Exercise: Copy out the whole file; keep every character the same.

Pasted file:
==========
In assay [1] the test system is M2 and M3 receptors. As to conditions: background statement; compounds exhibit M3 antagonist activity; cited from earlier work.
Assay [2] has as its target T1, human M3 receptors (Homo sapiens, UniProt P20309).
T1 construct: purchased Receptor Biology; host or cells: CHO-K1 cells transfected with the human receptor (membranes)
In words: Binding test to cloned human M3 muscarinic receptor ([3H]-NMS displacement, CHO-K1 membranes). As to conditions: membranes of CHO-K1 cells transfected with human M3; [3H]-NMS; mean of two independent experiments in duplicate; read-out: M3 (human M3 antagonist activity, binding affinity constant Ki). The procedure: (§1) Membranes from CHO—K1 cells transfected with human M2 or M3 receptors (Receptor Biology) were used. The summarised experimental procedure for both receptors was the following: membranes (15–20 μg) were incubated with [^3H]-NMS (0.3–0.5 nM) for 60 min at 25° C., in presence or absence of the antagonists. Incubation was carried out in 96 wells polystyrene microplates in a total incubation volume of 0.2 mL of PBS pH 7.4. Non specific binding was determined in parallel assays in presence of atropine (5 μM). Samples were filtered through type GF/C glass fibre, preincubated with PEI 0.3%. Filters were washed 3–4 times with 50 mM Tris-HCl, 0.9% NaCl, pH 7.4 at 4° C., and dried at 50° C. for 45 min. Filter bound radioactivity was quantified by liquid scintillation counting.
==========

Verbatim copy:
In assay [1] the test system is M2 and M3 receptors. As to conditions: background statement; compounds exhibit M3 antagonist activity; cited from earlier work.
Assay [2] has as its target T1, human M3 receptors (Homo sapiens, UniProt P20309).
T1 construct: purchased Receptor Biology; host or cells: CHO-K1 cells transfected with the human receptor (membranes)
In words: Binding test to cloned human M3 muscarinic receptor ([3H]-NMS displacement, CHO-K1 membranes). As to conditions: membranes of CHO-K1 cells transfected with human M3; [3H]-NMS; mean of two independent experiments in duplicate; read-out: M3 (human M3 antagonist activity, binding affinity constant Ki). The procedure: (§1) Membranes from CHO—K1 cells transfected with human M2 or M3 receptors (Receptor Biology) were used. The summarised experimental procedure for both receptors was the following: membranes (15–20 μg) were incubated with [^3H]-NMS (0.3–0.5 nM) for 60 min at 25° C., in presence or absence of the antagonists. Incubation was carried out in 96 wells polystyrene microplates in a total incubation volume of 0.2 mL of PBS pH 7.4. Non specific binding was determined in parallel assays in presence of atropine (5 μM). Samples were filtered through type GF/C glass fibre, preincubated with PEI 0.3%. Filters were washed 3–4 times with 50 mM Tris-HCl, 0.9% NaCl, pH 7.4 at 4° C., and dried at 50° C. for 45 min. Filter bound radioactivity was quantified by liquid scintillation counting.